Even people one might normally find on Team McCain are a little unsettled by how pitched the battle has become. Senator Lindsey Graham, McCain’s best friend in the Senate, has joined with some of the wacko birds on various bills and letters, for example.
For a long time, the rap on McCain, a former fighter-jet pilot, has been that he’s mercurial, and he certainly seems to have moved on from his last feud, with Obama. He exhibited a deep disdain for Obama for years after the younger Democrat bested him in the 2008 presidential campaign, but Obama recently hosted McCain at the White House to talk about immigration and other issues, and McCain is now part of a group of Senate Republicans who are trying to forge a budget deal with the president.
The thinking among Senate Republican leaders is that Obama wants to pick off a few Republican senators on the budget issues in order to undermine Speaker John Boehner’s position in the fall, when the debt-ceiling fight will ripen. The question I asked that induced McCain’s mock snore was about exactly this suspicion: Does McCain think the budget talks could cut the legs out from underneath the House Republicans? “Sometimes, I say with typical Senate snobbery, as in immigration reform, the Senate has to lead,” McCain says. “But obviously we would want to work as closely as possible with our colleagues in the House.”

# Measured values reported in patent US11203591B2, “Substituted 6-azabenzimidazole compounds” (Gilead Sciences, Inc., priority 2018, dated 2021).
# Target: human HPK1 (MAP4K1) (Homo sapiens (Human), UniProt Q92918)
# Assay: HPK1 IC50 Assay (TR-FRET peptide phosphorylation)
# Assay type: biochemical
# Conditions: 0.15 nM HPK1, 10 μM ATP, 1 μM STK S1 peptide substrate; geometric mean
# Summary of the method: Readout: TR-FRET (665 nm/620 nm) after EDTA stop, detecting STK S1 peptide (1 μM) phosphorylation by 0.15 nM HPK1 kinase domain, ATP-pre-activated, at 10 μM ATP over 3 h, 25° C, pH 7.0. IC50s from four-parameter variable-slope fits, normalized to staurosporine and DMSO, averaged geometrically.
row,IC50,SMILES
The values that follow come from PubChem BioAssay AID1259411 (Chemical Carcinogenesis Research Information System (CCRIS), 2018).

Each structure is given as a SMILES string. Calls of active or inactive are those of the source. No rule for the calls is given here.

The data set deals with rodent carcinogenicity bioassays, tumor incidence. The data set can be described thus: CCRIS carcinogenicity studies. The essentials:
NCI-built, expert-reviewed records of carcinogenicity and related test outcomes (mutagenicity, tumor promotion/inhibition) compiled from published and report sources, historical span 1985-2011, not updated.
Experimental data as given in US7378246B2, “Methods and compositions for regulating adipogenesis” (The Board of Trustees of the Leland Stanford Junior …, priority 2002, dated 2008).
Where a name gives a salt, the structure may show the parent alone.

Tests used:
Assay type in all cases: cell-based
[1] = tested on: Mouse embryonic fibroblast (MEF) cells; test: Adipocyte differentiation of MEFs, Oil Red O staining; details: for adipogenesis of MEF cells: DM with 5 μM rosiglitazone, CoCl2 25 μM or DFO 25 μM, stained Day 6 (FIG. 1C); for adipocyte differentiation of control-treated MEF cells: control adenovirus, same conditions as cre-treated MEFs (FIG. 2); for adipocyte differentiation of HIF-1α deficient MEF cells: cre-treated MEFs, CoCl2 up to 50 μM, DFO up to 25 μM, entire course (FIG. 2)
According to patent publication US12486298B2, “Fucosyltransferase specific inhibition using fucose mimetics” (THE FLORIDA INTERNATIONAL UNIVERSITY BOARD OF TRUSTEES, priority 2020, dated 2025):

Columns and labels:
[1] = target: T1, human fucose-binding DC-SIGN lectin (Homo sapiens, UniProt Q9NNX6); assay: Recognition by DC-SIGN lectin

The upcoming debt-ceiling fight is also at the heart of the recent dispute on the Senate floor over the Budget conference committee. Cruz, Paul, and Lee are blocking Reid from appointing members of the conference committee for the budget resolution and demanding that Reid instruct the conference committee that it cannot include an increase to the debt ceiling in any House–Senate agreement on the budget.
McCain has pointed out that budget resolutions are non-binding and not signed by the president, which means that any debt-ceiling agreement that is part of the budget resolution would not have the force of law. Rubio has a sharp retort: If that is so, why is there resistance to including such an instruction?
What makes the whole debate in the Senate irrelevant is that House Republicans are refusing to appoint conferees, saying that the two sides must reach the framework for a deal before the conference committee convenes. Typically, House and Senate leaders reach a deal reconciling the major differences between their bills before the conference committee is convened, and the appointment of conferees is a signal to Washington that such a deal has been reached.
Reid’s move to appoint Senate conferees is plainly a stunt to pressure Boehner to appoint House conferees, payback for the House Republicans’ “no budget, no pay” bill that forced Senate Democrats to pass a budget for the first time in four years. Whether or not Reid pulls it off, House Republicans still aren’t likely to appoint conferees, because doing so would give Nancy Pelosi new authority to force unpleasant votes on the House floor.